Farm to School 

Elementary students get their hands dirty in school gardens.

Some Memphis City Schools (MCS) students are having a hand in growing their own lunch.

Grahamwood Elementary is the first of a series of schools that will be participating in the Farm to School Network, which allows students to grow produce to be used in their cafeterias.

In March, students planted spinach, cabbage, collard greens, peppers, eggplants, and tomatoes in gardens on the school's playground. The first batch of produce will be served on the school's salad bar in the upcoming weeks.

The project will not only contribute to students' plates but their education as well. The school is creating curriculum to connect the work students do in the gardens with lessons in math, science, and other subjects.

"The life of a plant is really a mathematical equation. It requires so much sunlight and so much water," said Anthony Geraci, executive director of child nutrition for MCS. "It will produce so much food, so there's all of these little math equations in there. [There's] also the analysis of the nutrient value of the foods [and] photosynthesis in turning sunlight into energy."

The garden area at Grahamwood has three hoop houses that can each hold enough produce to feed 650 students. There are also raised garden beds in between the houses that can feed a total of 500 students.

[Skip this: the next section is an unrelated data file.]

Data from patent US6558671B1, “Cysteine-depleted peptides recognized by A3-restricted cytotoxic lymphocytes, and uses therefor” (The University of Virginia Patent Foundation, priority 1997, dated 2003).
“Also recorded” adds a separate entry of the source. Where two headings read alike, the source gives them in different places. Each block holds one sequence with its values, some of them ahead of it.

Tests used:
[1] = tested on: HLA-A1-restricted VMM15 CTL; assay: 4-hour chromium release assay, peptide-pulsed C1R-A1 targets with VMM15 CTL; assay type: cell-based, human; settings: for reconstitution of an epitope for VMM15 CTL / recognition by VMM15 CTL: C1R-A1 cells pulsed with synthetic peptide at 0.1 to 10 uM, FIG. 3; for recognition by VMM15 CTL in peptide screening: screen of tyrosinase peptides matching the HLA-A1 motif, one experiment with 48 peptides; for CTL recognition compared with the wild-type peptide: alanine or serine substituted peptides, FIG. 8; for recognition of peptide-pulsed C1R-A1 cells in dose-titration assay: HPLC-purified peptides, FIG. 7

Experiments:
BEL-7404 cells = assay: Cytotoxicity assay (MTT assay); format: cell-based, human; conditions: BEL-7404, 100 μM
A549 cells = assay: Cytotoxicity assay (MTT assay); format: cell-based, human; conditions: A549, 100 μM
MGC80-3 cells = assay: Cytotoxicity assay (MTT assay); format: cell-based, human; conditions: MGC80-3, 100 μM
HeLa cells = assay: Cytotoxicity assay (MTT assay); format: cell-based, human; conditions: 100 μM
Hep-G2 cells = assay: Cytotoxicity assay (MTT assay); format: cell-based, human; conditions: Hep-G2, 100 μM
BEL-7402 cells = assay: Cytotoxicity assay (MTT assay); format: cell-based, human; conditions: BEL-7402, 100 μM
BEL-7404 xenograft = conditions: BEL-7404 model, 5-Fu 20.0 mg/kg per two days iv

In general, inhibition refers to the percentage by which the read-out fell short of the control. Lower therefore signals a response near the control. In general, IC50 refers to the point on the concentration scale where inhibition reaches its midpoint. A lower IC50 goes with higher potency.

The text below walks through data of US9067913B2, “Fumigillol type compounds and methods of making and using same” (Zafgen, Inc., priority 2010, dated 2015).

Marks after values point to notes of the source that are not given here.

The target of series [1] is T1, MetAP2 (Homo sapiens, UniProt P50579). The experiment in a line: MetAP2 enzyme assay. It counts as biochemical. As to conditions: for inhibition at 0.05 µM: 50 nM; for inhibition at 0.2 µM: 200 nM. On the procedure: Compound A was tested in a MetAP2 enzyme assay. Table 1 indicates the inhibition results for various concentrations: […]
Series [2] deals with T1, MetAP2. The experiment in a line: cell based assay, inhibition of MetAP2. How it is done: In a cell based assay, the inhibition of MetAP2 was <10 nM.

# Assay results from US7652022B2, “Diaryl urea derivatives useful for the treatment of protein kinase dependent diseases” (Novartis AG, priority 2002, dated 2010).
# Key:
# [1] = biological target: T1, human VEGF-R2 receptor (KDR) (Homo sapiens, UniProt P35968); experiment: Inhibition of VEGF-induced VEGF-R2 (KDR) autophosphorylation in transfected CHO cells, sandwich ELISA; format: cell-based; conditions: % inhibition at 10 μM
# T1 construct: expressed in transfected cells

Besides adding to the food selection in the cafeteria and the educational aspect, the gardening project was introduced to help curb childhood obesity.

Clintonia Simmons, founder of Healthy Kids & Teens, said about 20 percent of Memphis kids are overweight. She said recent studies by MCS' Coordinated School Health Survey revealed that 41 percent of city students are at risk of being overweight.

"There's food that's killing our children," Geraci said. "It's also the cure, but it's a different kind of food. It's fresh, unprocessed, nutrient-dense food that we need to start reintroducing into our kids' lives."

With the gardening initiative, students are in charge of watering, weeding, and planting. They also plan which vegetables to grow.

"It's going to wind up in their salad bar, so [they] have input on how that works and what's going to be there. They need to be able to eat it," Geraci said. "We're doing redevelopment with our chefs and our dieticians, so the kids are fully involved in this process."

Students will be able to sell some of the produce they grow in the garden, and the money raised will go toward further implementing the program.

Grahamwood principal Pete Johnson said the project is providing students with the knowledge to cultivate their own gardens at home, as well as educating them on food production.

"If students choose to have [a garden] at home, they can get their parents involved and show them how you'd go about doing it," Johnson said. "The biggest thing, I think, is the exposure and experience, and [the message that], 'Hey, this is how your food gets to the stores.'"


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